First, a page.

World in brief
Rebels fight their way into Liberia's capitalBy Times Wires
© St. Petersburg Times
published July 20, 2003
MONROVIA, Liberia - Heavy explosions and machine-gun fire shook Liberia's war-battered capital Saturday as rebels punched into the city, sending tens of thousands of panicked residents and weary fighters streaming downtown.
Warlord-turned-President Charles Taylor vowed to "fight street to street, house to house" until the rebels are defeated.
"I will never desert the city, I will never desert my people," he said. "I will stand and fight to the last man until they stop killing my own people."
The rebel assault was the third against Monrovia since last month.Chinese leaders reaffirm support for executive
BEIJING - China's government renewed efforts Saturday to push through a security law feared as a threat to Hong Kong's civil liberties, backing the territory's embattled leader in his refusal to quit after mass protests.
The official Xinhua News Agency said President Hu Jintao "pledged firm support" for Hong Kong Chief Executive Tung Chee-hwa, who was in Beijing to report on the uproar over the antisubversion bill demanded by the communist government.
On July 1, a half-million people protested the bill and critics urged Tung to resign.Danny weakens into a tropical storm
MIAMI - Hurricane Danny weakened into a tropical storm Saturday, and forecasters said it was no threat to land as it swirled in the upper Atlantic.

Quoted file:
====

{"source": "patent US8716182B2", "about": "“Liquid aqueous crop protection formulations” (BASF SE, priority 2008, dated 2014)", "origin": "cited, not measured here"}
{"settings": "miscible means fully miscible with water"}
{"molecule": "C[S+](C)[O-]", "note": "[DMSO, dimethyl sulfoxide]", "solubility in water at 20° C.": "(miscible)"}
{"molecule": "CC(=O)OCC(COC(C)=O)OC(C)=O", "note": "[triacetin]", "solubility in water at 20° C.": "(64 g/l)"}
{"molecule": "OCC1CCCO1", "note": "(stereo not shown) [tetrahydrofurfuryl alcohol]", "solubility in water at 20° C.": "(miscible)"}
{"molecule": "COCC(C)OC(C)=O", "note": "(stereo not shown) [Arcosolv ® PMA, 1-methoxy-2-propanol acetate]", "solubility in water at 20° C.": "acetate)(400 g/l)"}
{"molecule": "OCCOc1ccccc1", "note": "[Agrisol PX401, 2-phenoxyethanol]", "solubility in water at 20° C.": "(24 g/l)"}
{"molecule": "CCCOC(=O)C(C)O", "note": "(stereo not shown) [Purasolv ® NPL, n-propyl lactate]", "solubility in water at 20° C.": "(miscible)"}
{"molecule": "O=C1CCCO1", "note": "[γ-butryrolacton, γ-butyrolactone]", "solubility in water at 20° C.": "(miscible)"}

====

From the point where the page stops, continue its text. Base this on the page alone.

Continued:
The storm had sustained winds of 70 mph, down from 75 mph earlier in the day. At 5 p.m., the center of Danny was about 490 miles southeast of St. John's, Newfoundland. It was moving east at about 17 mph.
"It's over cold water and it's already weakening," said Lixion Avila, a forecaster at the National Hurricane Center.Hewitt offers to give Di's letters to Prince Charles
LONDON - Princess Diana's one-time lover is willing to give love letters from her to Prince Charles if the heir to the throne asks for them in a "civilized and respectful way," a newspaper reported Sunday.
Vilified in Britain for once trying to sell the letters for a reported $16-million, James Hewitt is offering to hand the letters over to the prince for free, the Sunday Telegraph reported.
"Were I to be invited by the prince for tea and given the opportunity to discuss this matter in a reasoned way, I would of course be willing to respond," the newspaper quoted Hewitt as saying.
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